In the second of our two-part series on big ideas in healthcare, we are looking at wellness.

In the first of these feature articles, we looked at the circular economy. This time it is the turn of wellness. These ground-breaking concepts are advancing what have become relatively familiar ideas about wellbeing and sustainability and taking them to a new level. For more about the circular economy, see the previous article. For more about wellness, read on.

So, what exactly is wellness all about, and how does it fit into the healthcare world?

About Wellness

The term “wellness” has been used in the corporate world since it was first coined in the 1950s while governments have generally preferred “wellbeing”. The two terms are closely related and may often be used inter-changeably. According to a New York Times article from 2010, the idea of wellness was inspired by the preamble to the World Health Organisation’s 1948 constitution: “Health is a state of complete physical, mental and social well-being and not merely the absence of disease or infirmity.”

A wellness model invented by Dr Jack Travis in the 1970s described the illness-wellness continuum in which individuals moved from poor health to an optimal state of wellbeing with responsibility for health shifting from clinical hands to the individual.

The Global Wellness Institute, a non-profit organisation dedicated to promoting the idea, defines it as “the active pursuit of activities, choices and lifestyles that lead to a state of holistic health”. Wellness differs from wellbeing, it says, because it is about intention and activities rather than a state of mind.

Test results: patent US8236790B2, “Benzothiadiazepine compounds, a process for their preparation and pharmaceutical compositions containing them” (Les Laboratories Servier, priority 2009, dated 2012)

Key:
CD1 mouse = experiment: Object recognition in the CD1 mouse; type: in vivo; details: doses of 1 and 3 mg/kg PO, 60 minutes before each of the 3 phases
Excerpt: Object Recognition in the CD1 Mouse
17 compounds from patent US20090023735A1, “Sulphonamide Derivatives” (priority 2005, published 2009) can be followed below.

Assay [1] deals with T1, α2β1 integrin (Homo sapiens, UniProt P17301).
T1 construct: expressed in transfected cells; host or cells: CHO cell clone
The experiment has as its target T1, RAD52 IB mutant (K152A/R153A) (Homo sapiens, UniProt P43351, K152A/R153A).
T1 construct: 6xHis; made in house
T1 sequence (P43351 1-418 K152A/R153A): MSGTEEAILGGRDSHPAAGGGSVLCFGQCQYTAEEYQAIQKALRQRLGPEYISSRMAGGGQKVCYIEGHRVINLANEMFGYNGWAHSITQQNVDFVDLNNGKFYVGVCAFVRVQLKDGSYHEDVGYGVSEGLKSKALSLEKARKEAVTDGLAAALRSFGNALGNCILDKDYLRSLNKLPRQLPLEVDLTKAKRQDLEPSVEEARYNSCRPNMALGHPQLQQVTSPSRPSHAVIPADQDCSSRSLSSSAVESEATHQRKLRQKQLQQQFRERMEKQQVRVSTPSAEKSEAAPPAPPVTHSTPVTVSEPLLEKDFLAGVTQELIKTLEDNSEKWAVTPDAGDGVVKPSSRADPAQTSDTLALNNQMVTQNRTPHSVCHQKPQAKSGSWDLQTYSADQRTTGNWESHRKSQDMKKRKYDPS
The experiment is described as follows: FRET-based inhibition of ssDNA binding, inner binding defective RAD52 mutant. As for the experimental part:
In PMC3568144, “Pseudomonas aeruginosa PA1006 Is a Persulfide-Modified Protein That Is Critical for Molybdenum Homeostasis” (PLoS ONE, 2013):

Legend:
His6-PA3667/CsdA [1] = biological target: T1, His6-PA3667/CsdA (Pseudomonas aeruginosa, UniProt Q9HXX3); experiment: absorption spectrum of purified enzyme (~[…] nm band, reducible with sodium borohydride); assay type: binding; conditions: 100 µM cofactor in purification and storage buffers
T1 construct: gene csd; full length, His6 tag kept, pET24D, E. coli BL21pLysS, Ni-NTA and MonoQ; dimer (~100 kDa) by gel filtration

Given this focus on lifestyle choices and individual responsibility, it is not immediately apparent how wellness fits into a healthcare context, much less a hospital scenario. Look a little deeper, however, and it is not so difficult to see how wellness relates to hospital design and operation.

 How wellness works in hospitals

Wellness is a holistic approach that goes beyond physical health and includes factors that ought to be balanced in a thriving individual, and which healthcare providers can support.

Most definitions of wellness list several of these factors. Here are the top six from the Global Wellness Institute.

  • Physical: A healthy body through exercise, nutrition, sleep, etc.
  • Mental: Engagement with the world through learning, problem-solving, creativity, etc.
  • Emotional: Being in touch with, aware of, accepting of, and able to express one’s feelings (and those of others).
  • Spiritual: Our search for meaning and purpose in human existence.
  • Social: Connecting with, interacting with, and contributing to other people and our communities.
  • Environmental: A healthy physical environment free of hazards; awareness of the role we play in bettering rather than denigrating the natural environment.

It would be a useful exercise for hospital managers and others responsible for patient wellbeing to go through this list with an entirely open mind and think about how each of these factors could be addressed more effectively in the hospital setting.

These ideas can be developed even further as the NHS and related services move closer to a rounded approach covering clinical work, social care and public health.

Within hospitals, it is generally understood that patients who have a good all-round experience will recover more swiftly than those who do not. Wellness-design features in hospitals are linked to higher patient satisfaction, enhanced healing and health outcomes and shorter patient stays. There are also HR benefits with lower staff turnover, better staff concentration and improved staff retention.